Slow Down on Fast Fashion

We should stop perpetuating the idea that the newest and fanciest clothes are a necessity


Ethan Schreiber, Staff Designer

I’ve found my own style for $30 a year instead of $30 a T-shirt.”

On any given day, about 25 percent or more of my wardrobe is secondhand. Shoes, shirts, jackets, pants and ties. I find my clothes from my dad’s closet, secondhand clothing stores such as Savers and City Thrift and sometimes even those niche (overpriced) secondhand stores downtown.

But why? Well I make $8.75 an hour, plus tips. But I have to buy gas. I have to buy food. I have to save for college. I pay for Spotify Premium, although I guess I don’t have to. 

With all these necessities — and some personal wants — to pay for, I shop for clothes secondhand. It’s not because I think I’m quirky and different for not shopping at H&M or American Eagle. It’s a realistic choice for my and my family’s income so we can focus on spending money on other things. I mean, I’ve found my own style for $30 a year instead of $30 a T-shirt.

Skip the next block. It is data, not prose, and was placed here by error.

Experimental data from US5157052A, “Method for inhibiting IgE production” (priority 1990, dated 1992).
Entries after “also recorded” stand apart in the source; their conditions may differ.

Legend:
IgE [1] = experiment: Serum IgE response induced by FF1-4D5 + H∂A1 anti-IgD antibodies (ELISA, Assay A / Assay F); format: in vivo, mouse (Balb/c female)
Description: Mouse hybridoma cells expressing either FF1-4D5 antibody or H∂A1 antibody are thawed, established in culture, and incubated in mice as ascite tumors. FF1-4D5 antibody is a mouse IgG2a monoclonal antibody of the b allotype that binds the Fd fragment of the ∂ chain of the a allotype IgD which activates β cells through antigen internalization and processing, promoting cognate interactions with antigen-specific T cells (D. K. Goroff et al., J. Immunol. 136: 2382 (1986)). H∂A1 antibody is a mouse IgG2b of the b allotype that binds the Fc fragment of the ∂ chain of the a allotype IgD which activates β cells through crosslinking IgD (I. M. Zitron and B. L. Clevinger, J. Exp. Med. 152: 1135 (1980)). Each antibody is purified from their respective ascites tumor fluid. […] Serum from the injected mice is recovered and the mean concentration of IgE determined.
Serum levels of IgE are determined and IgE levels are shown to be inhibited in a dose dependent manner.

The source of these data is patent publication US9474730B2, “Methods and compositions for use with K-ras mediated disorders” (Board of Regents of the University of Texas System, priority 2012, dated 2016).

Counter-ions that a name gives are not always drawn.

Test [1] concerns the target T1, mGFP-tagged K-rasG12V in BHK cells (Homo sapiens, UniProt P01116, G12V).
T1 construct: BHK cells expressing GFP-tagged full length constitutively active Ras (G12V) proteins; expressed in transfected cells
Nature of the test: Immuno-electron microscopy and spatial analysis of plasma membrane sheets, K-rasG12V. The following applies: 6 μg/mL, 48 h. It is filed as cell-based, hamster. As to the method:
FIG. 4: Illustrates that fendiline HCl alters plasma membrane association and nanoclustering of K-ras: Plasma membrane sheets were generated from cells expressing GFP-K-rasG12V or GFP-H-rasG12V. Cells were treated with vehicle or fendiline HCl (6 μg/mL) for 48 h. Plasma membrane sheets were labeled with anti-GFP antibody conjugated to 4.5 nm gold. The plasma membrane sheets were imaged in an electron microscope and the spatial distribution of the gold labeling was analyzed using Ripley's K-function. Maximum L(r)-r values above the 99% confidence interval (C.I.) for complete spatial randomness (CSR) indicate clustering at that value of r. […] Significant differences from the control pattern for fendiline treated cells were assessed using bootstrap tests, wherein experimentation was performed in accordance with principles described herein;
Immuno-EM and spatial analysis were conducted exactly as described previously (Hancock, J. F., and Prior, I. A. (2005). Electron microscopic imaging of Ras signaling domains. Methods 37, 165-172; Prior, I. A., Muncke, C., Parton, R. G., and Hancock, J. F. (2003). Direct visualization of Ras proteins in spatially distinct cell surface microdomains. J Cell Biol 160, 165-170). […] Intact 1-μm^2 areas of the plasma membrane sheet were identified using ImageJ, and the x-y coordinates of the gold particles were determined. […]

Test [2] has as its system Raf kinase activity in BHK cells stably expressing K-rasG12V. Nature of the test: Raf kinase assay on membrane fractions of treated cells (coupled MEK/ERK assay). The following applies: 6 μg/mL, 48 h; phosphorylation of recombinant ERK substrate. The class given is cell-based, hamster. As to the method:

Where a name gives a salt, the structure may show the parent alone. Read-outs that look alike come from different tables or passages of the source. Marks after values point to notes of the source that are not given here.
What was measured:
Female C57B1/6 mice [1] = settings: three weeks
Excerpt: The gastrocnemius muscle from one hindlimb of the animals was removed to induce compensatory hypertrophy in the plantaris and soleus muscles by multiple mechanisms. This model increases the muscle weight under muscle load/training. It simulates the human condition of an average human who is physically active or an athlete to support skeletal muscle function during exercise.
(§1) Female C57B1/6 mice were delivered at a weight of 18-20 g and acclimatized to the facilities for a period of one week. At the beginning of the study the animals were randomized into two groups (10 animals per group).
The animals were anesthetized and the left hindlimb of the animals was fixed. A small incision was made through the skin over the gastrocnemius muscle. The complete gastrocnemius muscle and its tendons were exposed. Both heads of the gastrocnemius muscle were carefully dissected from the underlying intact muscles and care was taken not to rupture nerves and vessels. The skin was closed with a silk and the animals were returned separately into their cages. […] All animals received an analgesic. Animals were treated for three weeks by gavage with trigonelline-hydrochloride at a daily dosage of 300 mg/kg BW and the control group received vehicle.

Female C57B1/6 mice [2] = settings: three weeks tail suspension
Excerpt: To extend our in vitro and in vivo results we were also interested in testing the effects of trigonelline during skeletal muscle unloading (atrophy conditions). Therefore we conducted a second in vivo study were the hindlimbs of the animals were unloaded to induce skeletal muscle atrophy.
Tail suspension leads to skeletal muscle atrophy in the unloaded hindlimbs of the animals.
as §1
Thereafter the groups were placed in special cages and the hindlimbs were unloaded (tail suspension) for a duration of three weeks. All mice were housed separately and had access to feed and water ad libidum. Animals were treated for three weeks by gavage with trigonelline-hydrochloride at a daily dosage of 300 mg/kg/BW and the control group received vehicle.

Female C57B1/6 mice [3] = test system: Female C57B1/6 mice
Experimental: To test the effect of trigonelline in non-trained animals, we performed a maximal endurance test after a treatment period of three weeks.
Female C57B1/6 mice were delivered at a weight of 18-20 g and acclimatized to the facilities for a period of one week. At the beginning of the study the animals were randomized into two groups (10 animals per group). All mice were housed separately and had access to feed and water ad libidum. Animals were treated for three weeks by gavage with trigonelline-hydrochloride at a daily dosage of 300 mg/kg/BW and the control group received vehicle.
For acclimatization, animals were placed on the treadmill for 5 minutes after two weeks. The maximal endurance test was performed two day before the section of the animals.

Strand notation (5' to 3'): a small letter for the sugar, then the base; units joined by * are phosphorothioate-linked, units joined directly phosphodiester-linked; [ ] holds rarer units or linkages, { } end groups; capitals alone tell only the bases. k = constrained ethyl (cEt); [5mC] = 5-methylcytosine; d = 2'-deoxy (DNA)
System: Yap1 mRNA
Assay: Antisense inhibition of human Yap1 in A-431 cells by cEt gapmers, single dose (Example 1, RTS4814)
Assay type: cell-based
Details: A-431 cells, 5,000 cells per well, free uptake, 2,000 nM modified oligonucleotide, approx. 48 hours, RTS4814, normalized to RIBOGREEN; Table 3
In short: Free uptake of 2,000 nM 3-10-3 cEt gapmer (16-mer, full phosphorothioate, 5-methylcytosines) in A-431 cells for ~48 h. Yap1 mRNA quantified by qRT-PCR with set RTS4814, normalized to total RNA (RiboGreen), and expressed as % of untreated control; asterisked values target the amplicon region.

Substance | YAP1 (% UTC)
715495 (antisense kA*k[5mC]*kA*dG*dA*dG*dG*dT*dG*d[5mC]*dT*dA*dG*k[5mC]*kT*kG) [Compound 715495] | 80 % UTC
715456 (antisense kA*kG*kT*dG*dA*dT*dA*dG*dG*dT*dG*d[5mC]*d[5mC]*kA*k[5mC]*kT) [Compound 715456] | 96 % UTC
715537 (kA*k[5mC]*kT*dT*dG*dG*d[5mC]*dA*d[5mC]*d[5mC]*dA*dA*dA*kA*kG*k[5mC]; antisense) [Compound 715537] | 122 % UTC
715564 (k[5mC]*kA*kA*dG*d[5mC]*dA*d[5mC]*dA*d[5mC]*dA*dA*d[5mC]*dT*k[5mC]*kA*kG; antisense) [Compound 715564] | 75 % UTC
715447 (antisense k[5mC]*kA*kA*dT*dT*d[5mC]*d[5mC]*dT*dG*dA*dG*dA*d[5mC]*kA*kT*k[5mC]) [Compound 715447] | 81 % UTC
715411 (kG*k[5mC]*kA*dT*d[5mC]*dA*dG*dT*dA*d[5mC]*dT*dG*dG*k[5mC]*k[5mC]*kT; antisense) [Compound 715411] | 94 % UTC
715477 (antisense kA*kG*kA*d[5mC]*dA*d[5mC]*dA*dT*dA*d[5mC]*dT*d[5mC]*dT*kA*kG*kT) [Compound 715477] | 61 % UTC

But there’s more to it.

Each year, Americans trash somewhere between 10 and 13 million tons of clothing according to various sources. In fact, clothing alone makes up 5.45 percent of all landfills in Kansas. If more people made donations and purchases at thrift stores, hypothetically a dent could be made in the amount of waste we leave on this planet. 

The consumption of fast fashion also has a severe negative environmental impact. After accounting for cotton growth and dye production, one single pair of jeans could take 2000+ gallons of water to produce. To put that in perspective, an average American only drinks about 60 gallons of water a year. 

Not only is the water consumption rate ridiculously high, but what these fast fashion companies are putting back into the water is harmful to the environment.  

It has been estimated that 20% of the ocean’s pollution can be chalked up to the fashion industry. The synthetic chemicals that are used to turn raw materials into textiles go back into the environment after dyeing and treatment processes.

The of water you save by not buying that new pair of jeans could be the solution to helping the ocean, not your metal straw. 

Obviously a full wardrobe can’t be found in a thrift store, and for sizing (also sanitary) reasons, many items need to be purchased with the original tags. But truthfully we should all start considering our impacts on the world the hidden problems behind the things we buy.

The clothing industry will continue to grow and produce, all the while using and abusing clean water. Don’t be part of the demand for those clothes, help the planet, shop secondhand, you never know what you’ll find.